My best, Dick Stevenson, s/v Alchemy 

John Cobb

Good luck!

Eric Klem

Hi John and Phyllis,

Good luck with the storm, I hope you and everyone else makes it through with no injuries or damage. With all the prep work, hopefully the storm will take notice and fizzle so you don’t see much wind or waves.

Our ground here is really saturated as well and even though we will likely get a lot less wind than you, I fear we may well have a decent amount of trees down.


Rene Blei

Thank you John and we will pray.


Jack Ellis

Good luck up there! We just came back south from a great summer in Nova Scotia, and we dodged the bullet currently hiding out way up Narragansett Bay in RI, but are thinking of all the extremely nice Nova Scotians that we met and hoping for the best for you all. You just couldn’t catch a break up there this summer what with the fires, floods, rain, now Lee!

And Dick, thanks so much for your notes, which we referred to multiple times, and were extremely helpful.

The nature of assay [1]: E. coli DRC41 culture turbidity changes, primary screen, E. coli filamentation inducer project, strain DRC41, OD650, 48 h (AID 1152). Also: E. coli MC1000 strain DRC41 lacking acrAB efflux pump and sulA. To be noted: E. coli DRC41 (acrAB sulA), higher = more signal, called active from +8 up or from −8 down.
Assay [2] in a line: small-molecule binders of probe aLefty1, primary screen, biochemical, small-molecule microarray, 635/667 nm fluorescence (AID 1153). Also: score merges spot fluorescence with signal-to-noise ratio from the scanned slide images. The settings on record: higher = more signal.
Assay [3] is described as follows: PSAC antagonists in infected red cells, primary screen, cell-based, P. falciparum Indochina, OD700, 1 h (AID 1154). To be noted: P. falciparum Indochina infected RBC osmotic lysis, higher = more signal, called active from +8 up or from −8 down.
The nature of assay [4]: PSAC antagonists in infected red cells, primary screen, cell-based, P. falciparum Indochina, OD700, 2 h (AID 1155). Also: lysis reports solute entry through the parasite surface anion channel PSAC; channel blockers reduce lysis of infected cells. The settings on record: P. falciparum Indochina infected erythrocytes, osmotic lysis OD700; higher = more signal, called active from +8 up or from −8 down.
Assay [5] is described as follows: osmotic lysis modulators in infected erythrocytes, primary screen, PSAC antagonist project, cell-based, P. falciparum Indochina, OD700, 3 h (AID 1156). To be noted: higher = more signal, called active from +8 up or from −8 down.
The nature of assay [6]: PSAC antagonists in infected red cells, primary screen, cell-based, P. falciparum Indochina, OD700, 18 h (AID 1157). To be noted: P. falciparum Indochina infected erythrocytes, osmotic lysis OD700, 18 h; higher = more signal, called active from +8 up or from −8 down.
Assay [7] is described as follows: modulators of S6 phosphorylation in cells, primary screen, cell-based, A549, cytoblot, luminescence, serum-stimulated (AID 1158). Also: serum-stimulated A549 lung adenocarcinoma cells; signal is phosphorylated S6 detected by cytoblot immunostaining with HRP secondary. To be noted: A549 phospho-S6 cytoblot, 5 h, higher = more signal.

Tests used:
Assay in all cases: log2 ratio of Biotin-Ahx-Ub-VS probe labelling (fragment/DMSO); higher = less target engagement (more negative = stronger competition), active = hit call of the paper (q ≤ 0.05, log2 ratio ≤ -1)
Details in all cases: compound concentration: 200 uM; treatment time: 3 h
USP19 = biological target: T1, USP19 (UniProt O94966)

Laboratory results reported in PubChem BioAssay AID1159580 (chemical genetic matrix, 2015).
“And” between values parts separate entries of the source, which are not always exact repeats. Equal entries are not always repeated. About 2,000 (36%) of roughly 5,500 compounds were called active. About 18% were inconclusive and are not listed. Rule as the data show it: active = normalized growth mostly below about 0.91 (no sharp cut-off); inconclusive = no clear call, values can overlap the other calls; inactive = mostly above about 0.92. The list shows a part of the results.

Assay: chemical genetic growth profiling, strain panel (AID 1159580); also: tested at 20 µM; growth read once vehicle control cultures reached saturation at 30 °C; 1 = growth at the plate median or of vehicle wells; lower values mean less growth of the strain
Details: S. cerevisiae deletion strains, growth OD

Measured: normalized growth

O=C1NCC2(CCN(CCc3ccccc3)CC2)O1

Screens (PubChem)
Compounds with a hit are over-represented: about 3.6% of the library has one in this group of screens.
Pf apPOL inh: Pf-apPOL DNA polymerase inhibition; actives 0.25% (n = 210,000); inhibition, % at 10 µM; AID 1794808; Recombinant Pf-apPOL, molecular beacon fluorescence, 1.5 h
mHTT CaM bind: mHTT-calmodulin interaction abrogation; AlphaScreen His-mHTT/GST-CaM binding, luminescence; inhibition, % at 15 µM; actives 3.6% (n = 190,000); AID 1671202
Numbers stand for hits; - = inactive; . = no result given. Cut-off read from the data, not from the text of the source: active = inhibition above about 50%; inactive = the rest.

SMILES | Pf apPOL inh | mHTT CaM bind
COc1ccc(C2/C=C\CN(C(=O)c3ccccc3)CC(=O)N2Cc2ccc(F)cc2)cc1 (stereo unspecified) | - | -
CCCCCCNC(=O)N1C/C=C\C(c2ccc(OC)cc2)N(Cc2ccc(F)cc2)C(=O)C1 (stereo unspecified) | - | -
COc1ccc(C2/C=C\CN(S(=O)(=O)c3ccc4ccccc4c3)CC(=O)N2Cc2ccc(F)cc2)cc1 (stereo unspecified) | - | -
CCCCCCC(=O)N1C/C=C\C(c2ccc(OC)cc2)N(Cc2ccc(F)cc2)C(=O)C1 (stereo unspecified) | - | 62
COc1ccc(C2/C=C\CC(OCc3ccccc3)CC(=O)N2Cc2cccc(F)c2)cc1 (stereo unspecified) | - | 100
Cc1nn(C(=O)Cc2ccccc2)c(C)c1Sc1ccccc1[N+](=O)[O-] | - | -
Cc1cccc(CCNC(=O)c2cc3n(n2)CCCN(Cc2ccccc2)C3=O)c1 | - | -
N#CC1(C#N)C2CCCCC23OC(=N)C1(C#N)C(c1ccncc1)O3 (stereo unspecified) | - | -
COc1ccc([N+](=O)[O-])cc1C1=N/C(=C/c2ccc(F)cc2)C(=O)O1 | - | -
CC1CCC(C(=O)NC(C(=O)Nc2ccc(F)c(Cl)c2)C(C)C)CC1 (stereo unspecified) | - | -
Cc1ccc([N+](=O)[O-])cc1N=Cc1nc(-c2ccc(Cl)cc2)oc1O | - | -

On a side note, we did see Morgan’s Cloud on AIS one day while in Mahone Bay!

Good luck,
Jack & Lucie

Matt Marsh

When the news pundits start saying things like “On the bright side, it looks like the floods from the hurricane are going to put out the raging wildfires!” you just have to stop and laugh-cry for a moment.

Roger Bigger

On the storm prep: I’d add do what you can to verify your mooring anchor is sized correctly. We purchased an “800 lbs” in place mushroom only to find later it was actually 500 lbs. (the harbor master previously attested to the size, so nothing is as good as eyes on inspection). Also, ‘strongly recommend a well-designed and -built storm bridle attached to a very strong point. And it’s reasonable to contact neighbors and request that hey remove windage.

good luck and stay safe.

Matt Marsh

Indeed. A *lot* of moorings are really not so good, and fat-fingering the numbers on the paperwork (8 is just one slip away from 5) happens worryingly often.